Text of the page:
On behalf of the Bahamas Christian Council and the wider Christian community, I wish every Bahamian a Happy Easter. Have a safe and enjoyable holiday and I encourage you to attend the church of your choice.
Apostle Delton Fernander, Bahamas Christian Council president
New life, hope and new beginnings
“For God did not send his Son into the world to condemn the world, but to save the world through him.” (John 3:17)
We thank God for bringing us to a place where we have never been before in our whole lives: to today, to this week, to this month, to Easter 2021. What a milestone!
At Easter, we celebrate the fact that Jesus rose from the dead. It is a season which signifies not only resurrection, but new life, hope, and new beginnings.
Things are different now than they were last Easter:
Last year this time, we were in the midst of the first, big COVID-19 lockdown. This year, we are not in lockdown.
Last year, COVID-19 was a relatively new phenomenon and there was great fear and uncertainty about that unknown. This year, we are in a more comfortable space where we know a lot more about the virus, and we have protocols and procedures in place to manage it safely.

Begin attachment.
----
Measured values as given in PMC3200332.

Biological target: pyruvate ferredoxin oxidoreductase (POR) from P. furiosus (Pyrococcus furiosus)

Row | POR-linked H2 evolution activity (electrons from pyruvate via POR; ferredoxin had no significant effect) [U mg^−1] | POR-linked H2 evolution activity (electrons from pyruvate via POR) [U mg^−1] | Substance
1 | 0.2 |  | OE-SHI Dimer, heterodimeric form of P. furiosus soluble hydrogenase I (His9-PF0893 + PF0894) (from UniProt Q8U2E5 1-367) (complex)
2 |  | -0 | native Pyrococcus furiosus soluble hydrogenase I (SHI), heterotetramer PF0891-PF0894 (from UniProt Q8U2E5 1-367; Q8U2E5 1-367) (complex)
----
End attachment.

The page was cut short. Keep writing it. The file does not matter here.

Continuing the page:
Last year, we had no vaccine available. This year, we have the new hope of several available vaccines. Millions of persons have been vaccinated already.
I am sure that you can think of ways that your life is better or renewed since last Easter, and ways in which you have new hope. I am also certain that you can think of ways in which you are less fortunate or worse off than you were last year. But, the thing is that we must all try to press on, whatever our circumstances. Easter is about new life and new energy, so let’s try to find that in each new day. Also, let us seek to give encouragement and hope to others in the pain and despair of their lives.
This is the real meaning of Easter: not just being renewed or resurrected ourselves, but sharing that and making it possible for others – in whatever small way that we can. It is so easy to see, to feel, and to point out the negatives, but if we could only see more positives (find the silver lining in the dark cloud), we could actually shape our world and our lives for the better. Remember that our attitude determines our altitude.
Every Easter, we are reminded about what God did for us: “God so loved the world that he gave his only son.” (John 3:16). This Easter, let us seek to do something for someone else, to brighten their day, to ease their burden, to make them smile, to encourage, to give hope – especially in these COVID-19 times.
Let us serve the risen savior who is in the world today. Opportunities for service are right nearby within arm’s length of each of us.
The Anglican Diocese joins me in wishing you a Happy Easter!
– Right Reverend Laish Boyd,
Bishop of the Anglican Diocese of The Bahamas and The Turks and Caicos Islands